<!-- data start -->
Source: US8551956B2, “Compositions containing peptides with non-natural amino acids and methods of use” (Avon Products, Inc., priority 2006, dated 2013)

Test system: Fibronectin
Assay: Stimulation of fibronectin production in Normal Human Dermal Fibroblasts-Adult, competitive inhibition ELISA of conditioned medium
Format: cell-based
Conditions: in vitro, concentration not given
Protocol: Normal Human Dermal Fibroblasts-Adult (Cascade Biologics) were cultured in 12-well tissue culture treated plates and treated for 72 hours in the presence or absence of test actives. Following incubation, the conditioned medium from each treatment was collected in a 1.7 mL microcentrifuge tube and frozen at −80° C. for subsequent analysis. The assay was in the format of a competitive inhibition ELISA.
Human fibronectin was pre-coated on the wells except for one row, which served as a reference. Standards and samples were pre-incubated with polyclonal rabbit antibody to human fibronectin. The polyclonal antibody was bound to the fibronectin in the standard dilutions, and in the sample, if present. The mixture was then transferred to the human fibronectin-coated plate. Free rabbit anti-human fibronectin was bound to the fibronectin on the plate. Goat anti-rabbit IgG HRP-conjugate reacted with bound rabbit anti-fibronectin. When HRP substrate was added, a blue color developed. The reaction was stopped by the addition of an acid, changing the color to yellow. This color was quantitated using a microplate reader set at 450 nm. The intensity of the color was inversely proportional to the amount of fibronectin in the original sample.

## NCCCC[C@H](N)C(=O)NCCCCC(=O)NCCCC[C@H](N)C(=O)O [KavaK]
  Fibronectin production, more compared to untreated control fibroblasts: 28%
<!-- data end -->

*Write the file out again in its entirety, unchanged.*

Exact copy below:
Source: US8551956B2, “Compositions containing peptides with non-natural amino acids and methods of use” (Avon Products, Inc., priority 2006, dated 2013)

Test system: Fibronectin
Assay: Stimulation of fibronectin production in Normal Human Dermal Fibroblasts-Adult, competitive inhibition ELISA of conditioned medium
Format: cell-based
Conditions: in vitro, concentration not given
Protocol: Normal Human Dermal Fibroblasts-Adult (Cascade Biologics) were cultured in 12-well tissue culture treated plates and treated for 72 hours in the presence or absence of test actives. Following incubation, the conditioned medium from each treatment was collected in a 1.7 mL microcentrifuge tube and frozen at −80° C. for subsequent analysis. The assay was in the format of a competitive inhibition ELISA.
Human fibronectin was pre-coated on the wells except for one row, which served as a reference. Standards and samples were pre-incubated with polyclonal rabbit antibody to human fibronectin. The polyclonal antibody was bound to the fibronectin in the standard dilutions, and in the sample, if present. The mixture was then transferred to the human fibronectin-coated plate. Free rabbit anti-human fibronectin was bound to the fibronectin on the plate. Goat anti-rabbit IgG HRP-conjugate reacted with bound rabbit anti-fibronectin. When HRP substrate was added, a blue color developed. The reaction was stopped by the addition of an acid, changing the color to yellow. This color was quantitated using a microplate reader set at 450 nm. The intensity of the color was inversely proportional to the amount of fibronectin in the original sample.

## NCCCC[C@H](N)C(=O)NCCCCC(=O)NCCCC[C@H](N)C(=O)O [KavaK]
  Fibronectin production, more compared to untreated control fibroblasts: 28%